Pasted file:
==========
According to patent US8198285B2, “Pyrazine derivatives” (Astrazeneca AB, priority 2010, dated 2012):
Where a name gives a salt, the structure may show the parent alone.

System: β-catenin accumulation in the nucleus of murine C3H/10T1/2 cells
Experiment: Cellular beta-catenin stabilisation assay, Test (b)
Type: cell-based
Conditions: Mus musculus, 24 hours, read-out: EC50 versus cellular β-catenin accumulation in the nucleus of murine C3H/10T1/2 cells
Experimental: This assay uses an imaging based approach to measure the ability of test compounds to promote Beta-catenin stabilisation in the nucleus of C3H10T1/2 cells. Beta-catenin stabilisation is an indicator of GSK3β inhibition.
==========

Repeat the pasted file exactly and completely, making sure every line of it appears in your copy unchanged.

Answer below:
According to patent US8198285B2, “Pyrazine derivatives” (Astrazeneca AB, priority 2010, dated 2012):
Where a name gives a salt, the structure may show the parent alone.

System: β-catenin accumulation in the nucleus of murine C3H/10T1/2 cells
Experiment: Cellular beta-catenin stabilisation assay, Test (b)
Type: cell-based
Conditions: Mus musculus, 24 hours, read-out: EC50 versus cellular β-catenin accumulation in the nucleus of murine C3H/10T1/2 cells
Experimental: This assay uses an imaging based approach to measure the ability of test compounds to promote Beta-catenin stabilisation in the nucleus of C3H10T1/2 cells. Beta-catenin stabilisation is an indicator of GSK3β inhibition.